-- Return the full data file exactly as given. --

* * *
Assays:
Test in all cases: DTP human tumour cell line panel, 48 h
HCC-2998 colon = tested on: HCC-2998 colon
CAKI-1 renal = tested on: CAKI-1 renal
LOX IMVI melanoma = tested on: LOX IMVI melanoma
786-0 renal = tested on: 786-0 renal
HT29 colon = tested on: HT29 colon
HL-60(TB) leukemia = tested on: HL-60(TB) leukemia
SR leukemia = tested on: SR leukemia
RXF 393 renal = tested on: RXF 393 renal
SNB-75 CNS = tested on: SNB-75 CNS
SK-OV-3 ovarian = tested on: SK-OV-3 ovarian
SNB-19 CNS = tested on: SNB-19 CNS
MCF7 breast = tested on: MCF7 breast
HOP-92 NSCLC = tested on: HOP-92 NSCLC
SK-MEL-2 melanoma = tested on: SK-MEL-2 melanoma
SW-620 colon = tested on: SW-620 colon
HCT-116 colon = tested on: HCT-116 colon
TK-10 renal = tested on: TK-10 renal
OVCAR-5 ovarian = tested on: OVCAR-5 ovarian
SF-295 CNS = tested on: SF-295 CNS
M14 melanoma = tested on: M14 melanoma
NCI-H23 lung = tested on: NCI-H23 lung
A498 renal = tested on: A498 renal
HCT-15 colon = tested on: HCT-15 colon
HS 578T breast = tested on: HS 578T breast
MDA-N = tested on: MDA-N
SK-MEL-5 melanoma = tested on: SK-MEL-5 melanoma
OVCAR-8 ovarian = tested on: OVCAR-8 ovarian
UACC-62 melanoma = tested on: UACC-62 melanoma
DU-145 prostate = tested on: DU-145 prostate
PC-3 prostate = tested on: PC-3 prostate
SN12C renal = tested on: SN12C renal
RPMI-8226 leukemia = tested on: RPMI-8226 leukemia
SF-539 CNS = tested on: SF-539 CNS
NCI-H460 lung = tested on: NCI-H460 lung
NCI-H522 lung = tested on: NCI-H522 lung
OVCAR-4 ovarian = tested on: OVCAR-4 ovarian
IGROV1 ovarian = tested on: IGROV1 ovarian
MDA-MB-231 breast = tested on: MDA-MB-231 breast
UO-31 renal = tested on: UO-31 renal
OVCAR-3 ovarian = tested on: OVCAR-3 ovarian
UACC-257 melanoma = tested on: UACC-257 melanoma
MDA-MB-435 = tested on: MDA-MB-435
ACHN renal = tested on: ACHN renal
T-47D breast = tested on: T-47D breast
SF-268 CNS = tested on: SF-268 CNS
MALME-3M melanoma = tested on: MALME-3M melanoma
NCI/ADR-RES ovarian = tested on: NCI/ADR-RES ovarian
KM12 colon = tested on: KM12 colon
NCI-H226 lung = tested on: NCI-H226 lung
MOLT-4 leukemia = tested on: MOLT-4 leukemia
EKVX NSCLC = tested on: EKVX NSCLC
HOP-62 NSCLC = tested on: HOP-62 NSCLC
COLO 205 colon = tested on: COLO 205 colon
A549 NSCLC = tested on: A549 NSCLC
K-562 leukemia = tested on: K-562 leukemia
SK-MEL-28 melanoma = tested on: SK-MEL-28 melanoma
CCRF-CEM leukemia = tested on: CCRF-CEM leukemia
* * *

Assays:
Test in all cases: DTP human tumour cell line panel, 48 h
HCC-2998 colon = tested on: HCC-2998 colon
CAKI-1 renal = tested on: CAKI-1 renal
LOX IMVI melanoma = tested on: LOX IMVI melanoma
786-0 renal = tested on: 786-0 renal
HT29 colon = tested on: HT29 colon
HL-60(TB) leukemia = tested on: HL-60(TB) leukemia
SR leukemia = tested on: SR leukemia
RXF 393 renal = tested on: RXF 393 renal
SNB-75 CNS = tested on: SNB-75 CNS
SK-OV-3 ovarian = tested on: SK-OV-3 ovarian
SNB-19 CNS = tested on: SNB-19 CNS
MCF7 breast = tested on: MCF7 breast
HOP-92 NSCLC = tested on: HOP-92 NSCLC
SK-MEL-2 melanoma = tested on: SK-MEL-2 melanoma
SW-620 colon = tested on: SW-620 colon
HCT-116 colon = tested on: HCT-116 colon
TK-10 renal = tested on: TK-10 renal
OVCAR-5 ovarian = tested on: OVCAR-5 ovarian
SF-295 CNS = tested on: SF-295 CNS
M14 melanoma = tested on: M14 melanoma
NCI-H23 lung = tested on: NCI-H23 lung
A498 renal = tested on: A498 renal
HCT-15 colon = tested on: HCT-15 colon
HS 578T breast = tested on: HS 578T breast
MDA-N = tested on: MDA-N
SK-MEL-5 melanoma = tested on: SK-MEL-5 melanoma
OVCAR-8 ovarian = tested on: OVCAR-8 ovarian
UACC-62 melanoma = tested on: UACC-62 melanoma
DU-145 prostate = tested on: DU-145 prostate
PC-3 prostate = tested on: PC-3 prostate
SN12C renal = tested on: SN12C renal
RPMI-8226 leukemia = tested on: RPMI-8226 leukemia
SF-539 CNS = tested on: SF-539 CNS
NCI-H460 lung = tested on: NCI-H460 lung
NCI-H522 lung = tested on: NCI-H522 lung
OVCAR-4 ovarian = tested on: OVCAR-4 ovarian
IGROV1 ovarian = tested on: IGROV1 ovarian
MDA-MB-231 breast = tested on: MDA-MB-231 breast
UO-31 renal = tested on: UO-31 renal
OVCAR-3 ovarian = tested on: OVCAR-3 ovarian
UACC-257 melanoma = tested on: UACC-257 melanoma
MDA-MB-435 = tested on: MDA-MB-435
ACHN renal = tested on: ACHN renal
T-47D breast = tested on: T-47D breast
SF-268 CNS = tested on: SF-268 CNS
MALME-3M melanoma = tested on: MALME-3M melanoma
NCI/ADR-RES ovarian = tested on: NCI/ADR-RES ovarian
KM12 colon = tested on: KM12 colon
NCI-H226 lung = tested on: NCI-H226 lung
MOLT-4 leukemia = tested on: MOLT-4 leukemia
EKVX NSCLC = tested on: EKVX NSCLC
HOP-62 NSCLC = tested on: HOP-62 NSCLC
COLO 205 colon = tested on: COLO 205 colon
A549 NSCLC = tested on: A549 NSCLC
K-562 leukemia = tested on: K-562 leukemia
SK-MEL-28 melanoma = tested on: SK-MEL-28 melanoma
CCRF-CEM leukemia = tested on: CCRF-CEM leukemia